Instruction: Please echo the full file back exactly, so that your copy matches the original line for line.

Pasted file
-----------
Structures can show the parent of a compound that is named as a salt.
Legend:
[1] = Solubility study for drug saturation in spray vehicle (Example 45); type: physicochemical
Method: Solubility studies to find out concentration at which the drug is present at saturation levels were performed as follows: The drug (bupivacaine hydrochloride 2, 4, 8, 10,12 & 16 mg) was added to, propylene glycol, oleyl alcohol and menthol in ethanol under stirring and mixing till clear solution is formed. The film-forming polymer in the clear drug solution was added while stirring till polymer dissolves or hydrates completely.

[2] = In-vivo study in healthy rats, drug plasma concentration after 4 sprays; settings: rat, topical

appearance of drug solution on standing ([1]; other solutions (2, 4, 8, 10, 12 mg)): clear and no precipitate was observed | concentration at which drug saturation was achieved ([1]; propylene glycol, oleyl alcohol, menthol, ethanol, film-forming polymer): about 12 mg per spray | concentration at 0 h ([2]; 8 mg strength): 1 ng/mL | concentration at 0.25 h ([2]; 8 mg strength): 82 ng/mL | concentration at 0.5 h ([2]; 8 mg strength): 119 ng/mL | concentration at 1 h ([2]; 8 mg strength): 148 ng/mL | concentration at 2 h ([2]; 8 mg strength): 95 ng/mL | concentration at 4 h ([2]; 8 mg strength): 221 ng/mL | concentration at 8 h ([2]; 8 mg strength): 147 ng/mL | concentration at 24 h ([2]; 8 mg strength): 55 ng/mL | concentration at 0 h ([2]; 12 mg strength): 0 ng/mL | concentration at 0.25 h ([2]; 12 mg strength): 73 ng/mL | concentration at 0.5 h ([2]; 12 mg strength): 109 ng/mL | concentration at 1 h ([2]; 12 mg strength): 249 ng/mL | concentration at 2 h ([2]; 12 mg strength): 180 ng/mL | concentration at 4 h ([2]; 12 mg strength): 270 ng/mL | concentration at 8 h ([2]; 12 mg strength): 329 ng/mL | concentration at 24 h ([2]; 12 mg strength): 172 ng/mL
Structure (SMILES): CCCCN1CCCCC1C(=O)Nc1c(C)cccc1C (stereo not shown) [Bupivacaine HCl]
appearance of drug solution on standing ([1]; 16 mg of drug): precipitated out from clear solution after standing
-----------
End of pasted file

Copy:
Structures can show the parent of a compound that is named as a salt.
Legend:
[1] = Solubility study for drug saturation in spray vehicle (Example 45); type: physicochemical
Method: Solubility studies to find out concentration at which the drug is present at saturation levels were performed as follows: The drug (bupivacaine hydrochloride 2, 4, 8, 10,12 & 16 mg) was added to, propylene glycol, oleyl alcohol and menthol in ethanol under stirring and mixing till clear solution is formed. The film-forming polymer in the clear drug solution was added while stirring till polymer dissolves or hydrates completely.

[2] = In-vivo study in healthy rats, drug plasma concentration after 4 sprays; settings: rat, topical

appearance of drug solution on standing ([1]; other solutions (2, 4, 8, 10, 12 mg)): clear and no precipitate was observed | concentration at which drug saturation was achieved ([1]; propylene glycol, oleyl alcohol, menthol, ethanol, film-forming polymer): about 12 mg per spray | concentration at 0 h ([2]; 8 mg strength): 1 ng/mL | concentration at 0.25 h ([2]; 8 mg strength): 82 ng/mL | concentration at 0.5 h ([2]; 8 mg strength): 119 ng/mL | concentration at 1 h ([2]; 8 mg strength): 148 ng/mL | concentration at 2 h ([2]; 8 mg strength): 95 ng/mL | concentration at 4 h ([2]; 8 mg strength): 221 ng/mL | concentration at 8 h ([2]; 8 mg strength): 147 ng/mL | concentration at 24 h ([2]; 8 mg strength): 55 ng/mL | concentration at 0 h ([2]; 12 mg strength): 0 ng/mL | concentration at 0.25 h ([2]; 12 mg strength): 73 ng/mL | concentration at 0.5 h ([2]; 12 mg strength): 109 ng/mL | concentration at 1 h ([2]; 12 mg strength): 249 ng/mL | concentration at 2 h ([2]; 12 mg strength): 180 ng/mL | concentration at 4 h ([2]; 12 mg strength): 270 ng/mL | concentration at 8 h ([2]; 12 mg strength): 329 ng/mL | concentration at 24 h ([2]; 12 mg strength): 172 ng/mL
Structure (SMILES): CCCCN1CCCCC1C(=O)Nc1c(C)cccc1C (stereo not shown) [Bupivacaine HCl]
appearance of drug solution on standing ([1]; 16 mg of drug): precipitated out from clear solution after standing